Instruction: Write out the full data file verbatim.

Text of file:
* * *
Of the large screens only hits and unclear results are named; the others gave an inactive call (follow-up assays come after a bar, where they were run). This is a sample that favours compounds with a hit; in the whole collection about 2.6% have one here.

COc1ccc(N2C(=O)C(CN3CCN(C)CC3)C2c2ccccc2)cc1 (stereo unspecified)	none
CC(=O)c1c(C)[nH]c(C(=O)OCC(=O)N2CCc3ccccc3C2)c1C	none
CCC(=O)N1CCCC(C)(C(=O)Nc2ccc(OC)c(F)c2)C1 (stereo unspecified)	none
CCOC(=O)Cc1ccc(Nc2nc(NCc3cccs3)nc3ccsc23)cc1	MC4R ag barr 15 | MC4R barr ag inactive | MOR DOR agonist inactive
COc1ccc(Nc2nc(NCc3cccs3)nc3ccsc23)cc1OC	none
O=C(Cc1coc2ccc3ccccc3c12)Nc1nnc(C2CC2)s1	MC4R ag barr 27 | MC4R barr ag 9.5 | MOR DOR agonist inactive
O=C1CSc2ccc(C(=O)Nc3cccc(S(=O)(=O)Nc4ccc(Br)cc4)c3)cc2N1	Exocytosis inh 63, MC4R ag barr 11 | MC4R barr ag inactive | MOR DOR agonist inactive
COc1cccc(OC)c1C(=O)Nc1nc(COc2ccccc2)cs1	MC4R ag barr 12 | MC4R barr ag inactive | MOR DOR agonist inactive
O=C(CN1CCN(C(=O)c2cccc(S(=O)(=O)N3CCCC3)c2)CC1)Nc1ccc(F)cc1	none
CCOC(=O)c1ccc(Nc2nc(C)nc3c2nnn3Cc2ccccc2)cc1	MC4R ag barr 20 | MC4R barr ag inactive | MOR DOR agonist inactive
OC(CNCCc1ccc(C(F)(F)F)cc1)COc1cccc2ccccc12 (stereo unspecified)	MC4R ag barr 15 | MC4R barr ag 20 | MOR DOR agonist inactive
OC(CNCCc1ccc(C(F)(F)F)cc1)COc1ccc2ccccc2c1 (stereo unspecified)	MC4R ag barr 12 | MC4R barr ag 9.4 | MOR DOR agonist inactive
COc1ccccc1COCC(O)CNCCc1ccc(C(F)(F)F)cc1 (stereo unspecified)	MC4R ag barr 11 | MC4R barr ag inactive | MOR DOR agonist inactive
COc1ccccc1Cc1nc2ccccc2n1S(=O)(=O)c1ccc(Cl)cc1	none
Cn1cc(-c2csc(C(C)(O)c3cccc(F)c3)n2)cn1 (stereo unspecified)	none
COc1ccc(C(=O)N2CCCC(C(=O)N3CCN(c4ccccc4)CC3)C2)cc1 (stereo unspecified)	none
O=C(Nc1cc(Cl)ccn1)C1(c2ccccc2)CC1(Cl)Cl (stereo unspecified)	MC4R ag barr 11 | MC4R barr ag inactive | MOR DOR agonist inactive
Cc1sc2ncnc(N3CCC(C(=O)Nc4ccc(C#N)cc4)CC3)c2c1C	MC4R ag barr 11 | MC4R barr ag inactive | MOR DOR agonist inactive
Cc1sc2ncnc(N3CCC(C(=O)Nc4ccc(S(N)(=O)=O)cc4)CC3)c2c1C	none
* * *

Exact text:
Of the large screens only hits and unclear results are named; the others gave an inactive call (follow-up assays come after a bar, where they were run). This is a sample that favours compounds with a hit; in the whole collection about 2.6% have one here.

COc1ccc(N2C(=O)C(CN3CCN(C)CC3)C2c2ccccc2)cc1 (stereo unspecified)	none
CC(=O)c1c(C)[nH]c(C(=O)OCC(=O)N2CCc3ccccc3C2)c1C	none
CCC(=O)N1CCCC(C)(C(=O)Nc2ccc(OC)c(F)c2)C1 (stereo unspecified)	none
CCOC(=O)Cc1ccc(Nc2nc(NCc3cccs3)nc3ccsc23)cc1	MC4R ag barr 15 | MC4R barr ag inactive | MOR DOR agonist inactive
COc1ccc(Nc2nc(NCc3cccs3)nc3ccsc23)cc1OC	none
O=C(Cc1coc2ccc3ccccc3c12)Nc1nnc(C2CC2)s1	MC4R ag barr 27 | MC4R barr ag 9.5 | MOR DOR agonist inactive
O=C1CSc2ccc(C(=O)Nc3cccc(S(=O)(=O)Nc4ccc(Br)cc4)c3)cc2N1	Exocytosis inh 63, MC4R ag barr 11 | MC4R barr ag inactive | MOR DOR agonist inactive
COc1cccc(OC)c1C(=O)Nc1nc(COc2ccccc2)cs1	MC4R ag barr 12 | MC4R barr ag inactive | MOR DOR agonist inactive
O=C(CN1CCN(C(=O)c2cccc(S(=O)(=O)N3CCCC3)c2)CC1)Nc1ccc(F)cc1	none
CCOC(=O)c1ccc(Nc2nc(C)nc3c2nnn3Cc2ccccc2)cc1	MC4R ag barr 20 | MC4R barr ag inactive | MOR DOR agonist inactive
OC(CNCCc1ccc(C(F)(F)F)cc1)COc1cccc2ccccc12 (stereo unspecified)	MC4R ag barr 15 | MC4R barr ag 20 | MOR DOR agonist inactive
OC(CNCCc1ccc(C(F)(F)F)cc1)COc1ccc2ccccc2c1 (stereo unspecified)	MC4R ag barr 12 | MC4R barr ag 9.4 | MOR DOR agonist inactive
COc1ccccc1COCC(O)CNCCc1ccc(C(F)(F)F)cc1 (stereo unspecified)	MC4R ag barr 11 | MC4R barr ag inactive | MOR DOR agonist inactive
COc1ccccc1Cc1nc2ccccc2n1S(=O)(=O)c1ccc(Cl)cc1	none
Cn1cc(-c2csc(C(C)(O)c3cccc(F)c3)n2)cn1 (stereo unspecified)	none
COc1ccc(C(=O)N2CCCC(C(=O)N3CCN(c4ccccc4)CC3)C2)cc1 (stereo unspecified)	none
O=C(Nc1cc(Cl)ccn1)C1(c2ccccc2)CC1(Cl)Cl (stereo unspecified)	MC4R ag barr 11 | MC4R barr ag inactive | MOR DOR agonist inactive
Cc1sc2ncnc(N3CCC(C(=O)Nc4ccc(C#N)cc4)CC3)c2c1C	MC4R ag barr 11 | MC4R barr ag inactive | MOR DOR agonist inactive
Cc1sc2ncnc(N3CCC(C(=O)Nc4ccc(S(N)(=O)=O)cc4)CC3)c2c1C	none